New Zealand's gross domestic product (GDP) rose 14 percent in the September quarter, bouncing back from the June quarter's historic 12.2 percent fall.
The resurgence was widely predicted, with most of the country free of coronavirus restrictions in July, August and September; but impacted by the August outbreak in Auckland.
"This resulted in the strongest quarterly growth in GDP on record in New Zealand, as the economy bounced back from the lockdown earlier in the year when non-essential businesses closed," said Statistics NZ national accounts senior manager Paul Pascoe.
"GDP was up compared with the September 2019 quarter, indicating that overall we've managed to return to a pre-COVID level of activity. However, the effects of COVID-19 have had specific and varied impacts at industry level and, for some industries, these may persist for some time."
While the quarterly rise was a record, it's come after two consecutive quarters where it fell - resulting in a year-to-date GDP decline of 2.2 percent, the biggest on record.
But compared to our peers, New Zealand is doing well. Australia, the UK, Canada and the US all had boosts in their September quarter data, but New Zealand is only one of the five to wipe out the previous quarter's losses.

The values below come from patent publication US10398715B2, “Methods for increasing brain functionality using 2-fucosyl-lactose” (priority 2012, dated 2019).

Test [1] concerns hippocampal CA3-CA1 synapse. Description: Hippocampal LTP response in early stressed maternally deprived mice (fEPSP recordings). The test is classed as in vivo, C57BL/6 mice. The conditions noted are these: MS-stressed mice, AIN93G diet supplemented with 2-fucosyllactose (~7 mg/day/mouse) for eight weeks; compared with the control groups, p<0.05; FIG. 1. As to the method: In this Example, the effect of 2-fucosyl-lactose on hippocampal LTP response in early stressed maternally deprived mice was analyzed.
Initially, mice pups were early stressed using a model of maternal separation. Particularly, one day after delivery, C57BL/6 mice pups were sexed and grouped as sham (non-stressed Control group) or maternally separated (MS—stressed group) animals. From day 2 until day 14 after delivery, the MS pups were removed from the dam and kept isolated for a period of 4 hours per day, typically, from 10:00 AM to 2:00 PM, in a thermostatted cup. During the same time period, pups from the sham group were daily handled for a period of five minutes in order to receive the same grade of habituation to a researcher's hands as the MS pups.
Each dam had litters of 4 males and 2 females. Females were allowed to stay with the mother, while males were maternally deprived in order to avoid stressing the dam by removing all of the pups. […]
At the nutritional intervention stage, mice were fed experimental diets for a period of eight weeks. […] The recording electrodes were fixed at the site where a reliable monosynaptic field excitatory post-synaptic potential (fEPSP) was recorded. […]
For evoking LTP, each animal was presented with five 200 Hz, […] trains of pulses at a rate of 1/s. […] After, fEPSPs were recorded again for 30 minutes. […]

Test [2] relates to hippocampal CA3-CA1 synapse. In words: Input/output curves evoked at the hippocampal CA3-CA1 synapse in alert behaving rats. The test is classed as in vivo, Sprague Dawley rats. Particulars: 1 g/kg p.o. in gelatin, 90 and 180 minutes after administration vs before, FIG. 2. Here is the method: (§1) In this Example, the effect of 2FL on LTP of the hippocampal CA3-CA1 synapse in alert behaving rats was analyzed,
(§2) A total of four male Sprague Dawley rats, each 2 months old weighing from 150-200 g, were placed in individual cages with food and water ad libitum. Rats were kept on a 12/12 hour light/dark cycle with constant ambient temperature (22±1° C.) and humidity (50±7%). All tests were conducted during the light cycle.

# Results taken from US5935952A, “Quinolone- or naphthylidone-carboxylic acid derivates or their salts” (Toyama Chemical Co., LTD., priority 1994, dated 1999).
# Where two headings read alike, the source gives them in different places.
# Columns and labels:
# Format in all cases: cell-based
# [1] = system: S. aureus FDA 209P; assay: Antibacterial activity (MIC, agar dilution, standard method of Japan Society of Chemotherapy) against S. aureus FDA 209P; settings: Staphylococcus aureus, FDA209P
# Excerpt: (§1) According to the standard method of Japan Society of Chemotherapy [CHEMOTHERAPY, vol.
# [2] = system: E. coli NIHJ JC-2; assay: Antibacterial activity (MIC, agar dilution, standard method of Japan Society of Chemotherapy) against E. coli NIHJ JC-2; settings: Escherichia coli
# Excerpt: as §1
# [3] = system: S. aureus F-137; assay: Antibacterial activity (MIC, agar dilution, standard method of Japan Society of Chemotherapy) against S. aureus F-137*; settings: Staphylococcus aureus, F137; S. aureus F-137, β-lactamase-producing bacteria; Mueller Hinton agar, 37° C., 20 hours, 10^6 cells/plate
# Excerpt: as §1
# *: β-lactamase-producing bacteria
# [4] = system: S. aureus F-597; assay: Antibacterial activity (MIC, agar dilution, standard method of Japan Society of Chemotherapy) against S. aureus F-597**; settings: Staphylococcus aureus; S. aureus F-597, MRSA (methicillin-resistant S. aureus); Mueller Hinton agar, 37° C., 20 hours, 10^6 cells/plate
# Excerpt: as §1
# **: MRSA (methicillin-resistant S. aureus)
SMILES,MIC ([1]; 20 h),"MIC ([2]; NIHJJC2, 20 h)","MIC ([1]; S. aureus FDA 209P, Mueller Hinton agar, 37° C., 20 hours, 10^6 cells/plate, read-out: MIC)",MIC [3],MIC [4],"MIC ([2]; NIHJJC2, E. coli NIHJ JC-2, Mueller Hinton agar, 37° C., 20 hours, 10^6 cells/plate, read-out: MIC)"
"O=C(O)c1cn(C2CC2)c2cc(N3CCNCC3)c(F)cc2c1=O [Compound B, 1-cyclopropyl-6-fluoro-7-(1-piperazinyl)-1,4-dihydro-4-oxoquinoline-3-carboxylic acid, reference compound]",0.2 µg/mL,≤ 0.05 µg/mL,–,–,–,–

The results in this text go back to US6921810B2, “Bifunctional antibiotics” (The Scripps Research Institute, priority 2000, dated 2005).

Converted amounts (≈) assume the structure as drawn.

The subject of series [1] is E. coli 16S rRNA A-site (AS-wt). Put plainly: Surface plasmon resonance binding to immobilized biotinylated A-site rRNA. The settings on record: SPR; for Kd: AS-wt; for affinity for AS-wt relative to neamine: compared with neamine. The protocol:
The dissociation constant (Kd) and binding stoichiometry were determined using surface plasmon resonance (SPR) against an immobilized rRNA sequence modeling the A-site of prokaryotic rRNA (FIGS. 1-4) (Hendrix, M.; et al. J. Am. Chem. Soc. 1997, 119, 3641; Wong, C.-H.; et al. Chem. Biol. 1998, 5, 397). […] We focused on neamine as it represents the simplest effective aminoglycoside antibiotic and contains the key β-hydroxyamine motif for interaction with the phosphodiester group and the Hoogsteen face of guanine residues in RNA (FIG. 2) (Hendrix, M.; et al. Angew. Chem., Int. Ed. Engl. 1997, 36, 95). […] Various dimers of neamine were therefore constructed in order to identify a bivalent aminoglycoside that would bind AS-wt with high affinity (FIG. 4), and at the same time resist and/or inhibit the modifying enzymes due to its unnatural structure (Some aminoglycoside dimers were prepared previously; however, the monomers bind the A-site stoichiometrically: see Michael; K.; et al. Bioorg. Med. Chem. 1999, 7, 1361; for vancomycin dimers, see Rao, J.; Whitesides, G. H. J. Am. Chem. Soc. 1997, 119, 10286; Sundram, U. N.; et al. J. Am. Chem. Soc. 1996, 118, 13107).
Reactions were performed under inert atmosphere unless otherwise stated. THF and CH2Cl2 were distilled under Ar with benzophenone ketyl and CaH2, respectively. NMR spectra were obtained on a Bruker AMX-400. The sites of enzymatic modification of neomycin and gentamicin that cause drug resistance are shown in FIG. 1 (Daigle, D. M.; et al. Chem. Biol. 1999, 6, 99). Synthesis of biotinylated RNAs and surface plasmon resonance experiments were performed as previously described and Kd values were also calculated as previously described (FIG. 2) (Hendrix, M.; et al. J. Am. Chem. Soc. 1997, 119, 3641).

Construction led the way, up a whopping 52.4 percent, followed by retail trade and accommodation, up 42.8 percent.
"Retail sales values recorded the largest September 2020 quarter rise since the series began in 1995, as people spent more on household goods, cars, and food, while residential building was at the highest-ever levels by volume," said Pascoe.
"The retail trade and accommodation, and construction, industries were both significantly affected by the alert level 4 restrictions in the previous quarter. Accommodation, restaurants, and bars have also been affected by New Zealand’s border being closed to international travellers since mid-March. This sub-industry is down 11.8 percent through the year to September 2020."
Annually transport, postal and warehousing is down 20 percent, though up 16 percent on the June quarter. Service industries rose 11.1 percent, and goods-producing industries 26 percent.
Finance Minister Grant Robertson has in the past said the best economic response to COVID-19 was a health one, saying the strict lockdown in March and April would benefit the economy in the long-run.
'With a vengeance'
Kiwibank said the economy had bounced back "with a vengeance", calling it "as close as you get to a true V-shaped recovery".
"Our economy is tracking nicely, all things considered," said chief economist Jarrod Kerr. "GDP fell 2.2 percent over the year to September. Sure, that's the largest annual decline ever recorded. But we'd take that with a smile. Especially when you consider the 5-7 percent declines originally forecast.
"It's clear that 95 percent of our economy is performing particularly well. But we must spare a thought for the other 5 percent. The true test of the tourism and education sectors is right now, over the peak summer season. And there's a risk we see activity decline over the 4Q, and/or 1Q 2021.
"The Australian travel bubble will help, if implemented soon. But there's billions of international tourist dollars not flowing through our economy over summer."